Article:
The TLC continued to artificially pump up medallion values, including by publishing misleading medallion sales data, for years — even after Gary Roth, a TLC policy analyst, circulated an internal memorandum in 2010 warning that prices of medallions have “outstripped the underlying value of the asset.”
In 2011, as the price of a medallion reached approximately $685,000, City Hall began allowing e-hail apps like Uber and Lyft unfettered access to the city’s for-hire transportation market. By the time it temporarily halted the issuance of new e-hail licenses in 2019, it had granted over one hundred thousand of them. Yellow taxicab revenues dropped more than 30 percent between 2011 and 2019, and medallions substantially depreciated in value. By 2019, more than 950 medallion owners had filed for bankruptcy.
The costs of operating a taxicab in addition to the medallion loan payments themselves — including vehicle loans, commercial automobile insurance, gas, vehicle maintenance, and credit-card processing fees — are substantial. Even prior to the pandemic, medallion owners generated gross revenues of approximately $5,000 each month and carried median monthly payments over $2,000. As a result, the typical driver worked sixty hours or more a week while making poverty wages. The pandemic caused a severe decrease in ridership and revenue, making a bad situation worse.
Today, those who have managed to hold on to their medallions are hounded by hedge funds and banks that have made a long-term investment in ruthlessly exploiting the situation of owner-drivers.
After medallion prices crashed, many of the original lenders of medallion loans were shut down by the federal government, which then liquidated thousands of loans in fire sales to Connecticut-based “vulture” investment firm Marblegate. Other lenders, such as Signature Bank, sought to divest their medallion loan portfolios. Signature sold about 60 percent of its portfolio at similar bargain prices to Minnesota-based hedge fund OSK.
“It’s Not a Relief. It’s an Ambush.”
In March, the TLC finally released plans to bring relief to drivers. But NYTWA views the de Blasio administration’s proposed $65 million relief program as deeply inadequate and designed to bail out hedge funds, not drivers. The city has agreed to pay $20,000 for all qualified applications in the form of a grant to medallion lenders, so long as the lender agrees to forgive a certain percentage of the owner’s loan. Additionally, drivers may qualify for up to an additional $9,000 based on hardship. Assuming every participant in the program receives the full $29,000, the $65 million would be distributed to little more than two thousand drivers.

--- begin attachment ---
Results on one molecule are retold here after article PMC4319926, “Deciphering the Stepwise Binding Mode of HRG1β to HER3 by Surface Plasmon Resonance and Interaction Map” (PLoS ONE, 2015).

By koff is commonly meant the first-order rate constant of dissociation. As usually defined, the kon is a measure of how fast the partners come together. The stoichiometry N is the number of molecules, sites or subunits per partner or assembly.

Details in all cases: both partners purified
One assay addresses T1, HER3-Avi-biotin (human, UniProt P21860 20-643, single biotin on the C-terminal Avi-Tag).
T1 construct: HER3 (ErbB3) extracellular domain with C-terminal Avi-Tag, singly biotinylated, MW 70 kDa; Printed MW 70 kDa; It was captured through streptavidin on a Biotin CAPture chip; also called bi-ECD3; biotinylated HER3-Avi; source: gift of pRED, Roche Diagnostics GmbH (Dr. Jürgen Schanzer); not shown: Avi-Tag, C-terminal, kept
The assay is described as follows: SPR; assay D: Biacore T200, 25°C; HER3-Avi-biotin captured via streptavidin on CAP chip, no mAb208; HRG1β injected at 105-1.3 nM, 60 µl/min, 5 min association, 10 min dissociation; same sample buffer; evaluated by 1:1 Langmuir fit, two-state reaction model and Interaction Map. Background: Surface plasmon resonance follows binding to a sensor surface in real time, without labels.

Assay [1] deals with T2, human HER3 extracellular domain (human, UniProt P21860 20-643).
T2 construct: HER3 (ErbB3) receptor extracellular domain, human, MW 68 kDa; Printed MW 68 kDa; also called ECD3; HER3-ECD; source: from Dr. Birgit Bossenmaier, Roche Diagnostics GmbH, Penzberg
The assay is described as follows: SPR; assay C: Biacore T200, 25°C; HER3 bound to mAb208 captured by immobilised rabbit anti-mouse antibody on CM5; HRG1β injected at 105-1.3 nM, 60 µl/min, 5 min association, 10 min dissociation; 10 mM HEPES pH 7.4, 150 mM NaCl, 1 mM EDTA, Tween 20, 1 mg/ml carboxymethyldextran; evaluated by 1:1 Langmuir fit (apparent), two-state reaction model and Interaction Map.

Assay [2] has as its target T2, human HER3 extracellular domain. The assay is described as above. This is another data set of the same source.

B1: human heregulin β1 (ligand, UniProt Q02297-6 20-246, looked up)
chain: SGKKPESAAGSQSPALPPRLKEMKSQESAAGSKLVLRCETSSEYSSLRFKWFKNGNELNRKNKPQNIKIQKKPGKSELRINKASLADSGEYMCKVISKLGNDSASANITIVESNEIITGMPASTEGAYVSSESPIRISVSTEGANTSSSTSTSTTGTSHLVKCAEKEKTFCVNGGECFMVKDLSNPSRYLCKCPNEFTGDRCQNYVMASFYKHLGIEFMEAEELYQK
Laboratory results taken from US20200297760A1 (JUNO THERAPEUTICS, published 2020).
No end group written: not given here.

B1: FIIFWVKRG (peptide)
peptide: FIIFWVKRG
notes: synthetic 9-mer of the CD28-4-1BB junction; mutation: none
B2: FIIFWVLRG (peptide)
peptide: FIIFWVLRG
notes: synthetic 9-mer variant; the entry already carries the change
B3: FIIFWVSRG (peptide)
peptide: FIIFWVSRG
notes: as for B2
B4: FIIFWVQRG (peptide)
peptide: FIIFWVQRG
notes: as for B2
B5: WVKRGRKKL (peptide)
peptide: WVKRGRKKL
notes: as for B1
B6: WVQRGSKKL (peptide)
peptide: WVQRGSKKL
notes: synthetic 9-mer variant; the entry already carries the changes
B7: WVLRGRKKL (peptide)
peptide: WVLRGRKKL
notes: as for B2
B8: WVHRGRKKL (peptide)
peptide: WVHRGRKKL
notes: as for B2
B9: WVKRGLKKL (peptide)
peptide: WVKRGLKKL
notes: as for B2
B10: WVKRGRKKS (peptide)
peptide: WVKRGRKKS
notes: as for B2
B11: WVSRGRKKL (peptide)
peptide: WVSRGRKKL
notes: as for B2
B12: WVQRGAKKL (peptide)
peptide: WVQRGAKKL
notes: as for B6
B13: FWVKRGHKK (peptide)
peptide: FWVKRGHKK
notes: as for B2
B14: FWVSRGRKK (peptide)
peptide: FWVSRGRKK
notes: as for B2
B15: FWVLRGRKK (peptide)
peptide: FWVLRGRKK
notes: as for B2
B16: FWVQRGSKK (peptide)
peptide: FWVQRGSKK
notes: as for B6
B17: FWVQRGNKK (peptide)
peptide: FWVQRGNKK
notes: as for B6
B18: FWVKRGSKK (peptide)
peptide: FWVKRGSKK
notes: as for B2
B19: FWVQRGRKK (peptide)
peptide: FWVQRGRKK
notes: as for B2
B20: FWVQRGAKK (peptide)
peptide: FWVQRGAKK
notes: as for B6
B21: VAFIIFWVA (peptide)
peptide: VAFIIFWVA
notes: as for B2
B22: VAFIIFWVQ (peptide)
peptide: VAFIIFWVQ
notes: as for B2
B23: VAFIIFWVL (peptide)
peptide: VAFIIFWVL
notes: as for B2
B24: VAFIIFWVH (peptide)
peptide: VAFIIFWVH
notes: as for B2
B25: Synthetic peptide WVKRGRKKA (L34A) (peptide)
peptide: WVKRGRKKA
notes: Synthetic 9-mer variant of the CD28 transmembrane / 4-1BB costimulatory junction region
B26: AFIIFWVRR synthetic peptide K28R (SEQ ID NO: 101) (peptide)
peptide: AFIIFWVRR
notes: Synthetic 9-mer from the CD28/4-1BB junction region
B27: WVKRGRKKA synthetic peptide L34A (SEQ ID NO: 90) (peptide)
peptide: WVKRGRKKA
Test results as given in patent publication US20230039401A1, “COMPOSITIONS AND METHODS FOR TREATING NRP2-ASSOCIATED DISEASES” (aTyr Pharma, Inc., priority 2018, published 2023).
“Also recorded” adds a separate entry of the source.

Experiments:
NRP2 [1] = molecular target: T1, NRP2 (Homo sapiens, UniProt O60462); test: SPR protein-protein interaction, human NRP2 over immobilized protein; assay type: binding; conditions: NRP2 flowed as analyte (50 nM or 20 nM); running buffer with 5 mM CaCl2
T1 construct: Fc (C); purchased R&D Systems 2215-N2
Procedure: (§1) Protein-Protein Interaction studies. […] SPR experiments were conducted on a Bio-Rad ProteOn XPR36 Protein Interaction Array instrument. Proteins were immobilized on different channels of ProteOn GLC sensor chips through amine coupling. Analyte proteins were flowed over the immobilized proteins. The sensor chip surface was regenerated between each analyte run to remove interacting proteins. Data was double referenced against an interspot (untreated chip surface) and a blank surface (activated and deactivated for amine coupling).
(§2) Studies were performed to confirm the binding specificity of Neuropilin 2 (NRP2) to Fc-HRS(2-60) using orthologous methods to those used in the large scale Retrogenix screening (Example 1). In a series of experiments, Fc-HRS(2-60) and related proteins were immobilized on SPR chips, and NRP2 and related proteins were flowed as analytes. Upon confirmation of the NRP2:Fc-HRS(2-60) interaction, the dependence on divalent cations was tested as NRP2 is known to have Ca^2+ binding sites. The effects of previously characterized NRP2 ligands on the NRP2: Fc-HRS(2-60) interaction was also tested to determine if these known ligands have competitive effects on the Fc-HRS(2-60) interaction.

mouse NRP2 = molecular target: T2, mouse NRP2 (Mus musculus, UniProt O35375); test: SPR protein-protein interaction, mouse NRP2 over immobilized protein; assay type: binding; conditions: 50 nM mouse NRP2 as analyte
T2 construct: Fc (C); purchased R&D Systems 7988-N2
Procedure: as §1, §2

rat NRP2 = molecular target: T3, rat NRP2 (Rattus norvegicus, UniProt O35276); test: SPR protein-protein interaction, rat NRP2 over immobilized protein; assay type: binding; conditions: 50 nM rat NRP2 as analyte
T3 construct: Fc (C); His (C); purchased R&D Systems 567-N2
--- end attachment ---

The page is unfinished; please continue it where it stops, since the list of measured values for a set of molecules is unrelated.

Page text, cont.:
But even on its own terms, the program will only work if lenders agree to participate.
According to Bhairavi Desai, executive director of NYTWA, only a single lender, Marblegate, has made restructuring offers to members that would qualify for the TLC grant under the proposed rules. And the offer is hardly generous.
For borrowers who owe around $400,000 or more in principal, Marblegate has indicated it is willing to lower the principal to $275,000 in exchange for the $20,000 offered by the city and $1,500 in up-front legal fees from the borrower. The restructured loans would carry a 5 percent interest rate and a monthly payment around $1,600, with an amortization period of twenty-five years. For the many drivers who are in their fifties and sixties and making a gross monthly income of around $4,000 in non-pandemic times, this means they’d die before paying off their debt.
The drivers picketing in City Hall Park find the TLC’s promotion of the new relief program as deceptive as the commission’s earlier promotion of medallions. “It’s not a relief. It’s an ambush,” Singh said.
As part of the relief program, the TLC began operating a city-funded program called the Owner-Driver Resource Center to refer drivers seeking legal services to the nonprofit New York Legal Assistance Group (NYLAG).
Last month, the TLC claimed that the Owner-Driver Resource Center had worked with “more than 700 medallion owners and a dozen different lenders on renegotiating loans.” The commission stated that lenders have actively participated in the process, offering restructuring and forgiveness terms that agreed with TLC’s proposed rules.
Randal Wilhite does not believe it.
“These claims are patently false,” he told New York Focus.
Wilhite would know. He is a legal services attorney at NYLAG, who was part of the Owner-Driver Resource Center and represented several medallion owner-drivers. Upon discovering that Wilhite was actively supporting medallion owner-drivers outside of work who were critical of the program, the city threatened to pull NYLAG’s funding unless Wilhite was immediately removed from representing clients in the program, and NYLAG obliged. (After this article was published, NYLAG disabled Wilhite’s email and suspended him from all legal services work.)